Breaking Down Nick Foles in Week 6, and Eagles' QB Situation Moving Forward
One week ago in New Jersey, Nick Foles was so solid in relief of the injured Michael Vick that many Philadelphia Eagles fans wondered if a quarterback controversy was brewing for the second straight year.
And on Sunday in Tampa Bay, Foles was so spectacular in place of Vick that even head coach Chip Kelly, who in August named Vick the team's "starter for the season," was forced to leave the door open for more Foles starts.
"We’ll evaluate everything," said Kelly, according to CSN Philly. "We’ll go back and watch the film, see what he did, see where we are, see where Mike is."
Let's do that right now.
The sheer numbers made Foles the team's MVP in Week 6. The 24-year-old completed 22 of 31 passes and posted a 133.3 passer rating (a mark Vick has hit only five times in 107 career starts). It was his second consecutive turnover-free performance, and he was sacked only once as the Eagles scored 31 points against a defense that hadn't given up more than 23 all season.
|Accuracy % under pressure||46.7||85.7|
|Time to throw||3.06||2.61|
|Deep passing accuracy %||47.6||71.4|
Pro Football Reference/Focus
He Was Superb in the Red Zone
This is a biggie. The Eagles entered this game ranked 30th in red-zone efficiency, with Vick completing just three of 19 passes inside the opponent's 20-yard line.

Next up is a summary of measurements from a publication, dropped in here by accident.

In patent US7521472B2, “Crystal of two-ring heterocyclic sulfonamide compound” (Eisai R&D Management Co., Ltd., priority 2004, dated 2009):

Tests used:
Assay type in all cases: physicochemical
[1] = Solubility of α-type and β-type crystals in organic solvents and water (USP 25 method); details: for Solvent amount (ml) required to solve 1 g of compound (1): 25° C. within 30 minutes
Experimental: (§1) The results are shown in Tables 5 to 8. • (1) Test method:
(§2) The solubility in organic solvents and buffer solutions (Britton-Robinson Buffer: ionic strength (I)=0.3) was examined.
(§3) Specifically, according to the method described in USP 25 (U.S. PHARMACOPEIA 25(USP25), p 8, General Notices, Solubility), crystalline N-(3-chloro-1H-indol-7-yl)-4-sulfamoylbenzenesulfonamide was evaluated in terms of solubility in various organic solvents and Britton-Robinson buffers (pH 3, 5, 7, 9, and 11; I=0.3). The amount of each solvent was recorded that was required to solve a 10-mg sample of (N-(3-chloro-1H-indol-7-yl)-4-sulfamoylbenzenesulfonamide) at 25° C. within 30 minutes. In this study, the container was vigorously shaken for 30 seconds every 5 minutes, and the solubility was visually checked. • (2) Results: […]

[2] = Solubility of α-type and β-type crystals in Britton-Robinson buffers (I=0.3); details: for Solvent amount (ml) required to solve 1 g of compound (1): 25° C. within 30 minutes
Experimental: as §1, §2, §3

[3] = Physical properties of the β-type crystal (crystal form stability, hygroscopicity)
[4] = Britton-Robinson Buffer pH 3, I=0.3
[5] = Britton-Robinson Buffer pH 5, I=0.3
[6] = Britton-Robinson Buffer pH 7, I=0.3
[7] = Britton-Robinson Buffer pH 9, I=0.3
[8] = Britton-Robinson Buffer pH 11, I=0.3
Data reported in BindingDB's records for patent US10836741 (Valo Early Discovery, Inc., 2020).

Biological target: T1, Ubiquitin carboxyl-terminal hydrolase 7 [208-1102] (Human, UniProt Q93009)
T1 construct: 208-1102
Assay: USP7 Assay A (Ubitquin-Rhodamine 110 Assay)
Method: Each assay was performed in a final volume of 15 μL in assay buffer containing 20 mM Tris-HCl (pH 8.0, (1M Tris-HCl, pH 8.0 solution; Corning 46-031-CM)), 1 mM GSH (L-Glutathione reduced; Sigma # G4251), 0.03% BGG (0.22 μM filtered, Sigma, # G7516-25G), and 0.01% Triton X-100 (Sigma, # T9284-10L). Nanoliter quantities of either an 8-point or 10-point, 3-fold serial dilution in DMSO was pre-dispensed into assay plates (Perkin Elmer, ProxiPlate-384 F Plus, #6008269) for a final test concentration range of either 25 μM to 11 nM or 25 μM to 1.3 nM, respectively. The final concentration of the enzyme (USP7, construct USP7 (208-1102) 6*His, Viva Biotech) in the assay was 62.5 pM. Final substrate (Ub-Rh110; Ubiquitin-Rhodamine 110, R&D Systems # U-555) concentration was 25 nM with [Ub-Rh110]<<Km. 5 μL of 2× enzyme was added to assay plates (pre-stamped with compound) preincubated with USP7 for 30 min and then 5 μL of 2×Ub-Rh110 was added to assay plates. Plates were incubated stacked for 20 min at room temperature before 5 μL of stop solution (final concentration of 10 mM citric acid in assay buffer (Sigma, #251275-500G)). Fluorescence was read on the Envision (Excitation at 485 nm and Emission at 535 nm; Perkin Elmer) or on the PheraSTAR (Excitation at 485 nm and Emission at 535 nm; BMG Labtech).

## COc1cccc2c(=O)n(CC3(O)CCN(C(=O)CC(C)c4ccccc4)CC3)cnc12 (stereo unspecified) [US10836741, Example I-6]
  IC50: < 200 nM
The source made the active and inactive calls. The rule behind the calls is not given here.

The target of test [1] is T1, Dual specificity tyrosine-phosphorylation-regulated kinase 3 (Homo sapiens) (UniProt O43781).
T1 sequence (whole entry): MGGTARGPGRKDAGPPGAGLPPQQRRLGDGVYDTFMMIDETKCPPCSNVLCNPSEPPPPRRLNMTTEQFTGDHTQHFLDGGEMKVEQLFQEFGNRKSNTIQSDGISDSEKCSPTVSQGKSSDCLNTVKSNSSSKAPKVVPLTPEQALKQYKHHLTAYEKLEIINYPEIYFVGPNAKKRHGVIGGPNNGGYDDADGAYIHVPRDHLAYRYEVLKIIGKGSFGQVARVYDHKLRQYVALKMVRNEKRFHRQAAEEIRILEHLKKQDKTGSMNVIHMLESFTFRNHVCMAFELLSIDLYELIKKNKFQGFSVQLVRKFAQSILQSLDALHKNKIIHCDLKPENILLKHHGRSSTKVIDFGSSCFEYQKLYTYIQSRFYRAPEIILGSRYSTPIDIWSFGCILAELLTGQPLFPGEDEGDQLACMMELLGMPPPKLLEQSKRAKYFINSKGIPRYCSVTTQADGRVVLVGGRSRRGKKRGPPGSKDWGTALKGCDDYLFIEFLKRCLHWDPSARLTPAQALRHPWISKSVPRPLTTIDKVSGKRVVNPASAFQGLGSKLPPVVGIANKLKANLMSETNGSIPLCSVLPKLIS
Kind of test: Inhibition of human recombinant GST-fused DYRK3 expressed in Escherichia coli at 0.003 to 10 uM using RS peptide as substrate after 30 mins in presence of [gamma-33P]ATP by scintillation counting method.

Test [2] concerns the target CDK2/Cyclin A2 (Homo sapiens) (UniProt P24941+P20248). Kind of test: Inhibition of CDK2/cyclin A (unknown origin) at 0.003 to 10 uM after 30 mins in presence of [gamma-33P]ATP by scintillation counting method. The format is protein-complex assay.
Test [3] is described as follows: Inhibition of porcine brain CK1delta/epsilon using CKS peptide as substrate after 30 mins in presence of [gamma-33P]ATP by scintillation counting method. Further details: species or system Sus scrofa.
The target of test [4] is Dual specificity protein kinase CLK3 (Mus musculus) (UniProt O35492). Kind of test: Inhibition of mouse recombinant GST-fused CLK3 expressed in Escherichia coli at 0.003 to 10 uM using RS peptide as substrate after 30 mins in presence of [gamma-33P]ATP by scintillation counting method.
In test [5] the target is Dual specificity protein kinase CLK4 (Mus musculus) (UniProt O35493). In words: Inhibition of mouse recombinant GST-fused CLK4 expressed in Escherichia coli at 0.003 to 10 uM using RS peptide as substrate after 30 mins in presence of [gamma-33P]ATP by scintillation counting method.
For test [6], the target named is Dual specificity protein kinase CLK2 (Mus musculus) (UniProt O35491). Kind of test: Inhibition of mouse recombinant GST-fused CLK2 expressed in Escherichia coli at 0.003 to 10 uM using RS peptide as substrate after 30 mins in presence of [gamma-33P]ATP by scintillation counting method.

But Foles led the Eagles to two big red-zone touchdowns against the Bucs. One, which came in the second quarter, was particularly special. On a second-and-eight from Tampa's 12-yard line, he dropped back and saw Bucs safety Mark Barron biting in zone coverage with DeSean Jackson running a short post. And so Foles smartly pump-faked underneath to ensure that Barron would stay shallow before drilling a pass to Jackson in the back of the end zone.
The only time the Eagles settled for a red-zone field goal Sunday came on an 11-play fourth-quarter drive on which they ran the ball 11 consecutive times in order to keep the clock rolling. Hard to pin that on Foles, and he's created four red-zone touchdowns on the other six opportunities he's had since relieving Vick.
His red-zone passer rating is 104.2. Vick's was 57.1.
He's No Longer Captain Checkdown
Those who weren't convinced Foles was the answer based on what went down in 2012 often pointed to the fact Andy Reid's offense became much more conservative with Foles under center. Foles had better rate-based numbers than Vick in almost all areas, except he lost out in yards per attempt, averaging just 6.4.
But Foles averaged 9.5 yards per attempt Sunday in Tampa, and that average is now 8.9 on the season. In fact, he was a perfect 3-for-3 for three touchdown passes on attempts that traveled 20-plus yards, according to Pro Football Focus (subscription required).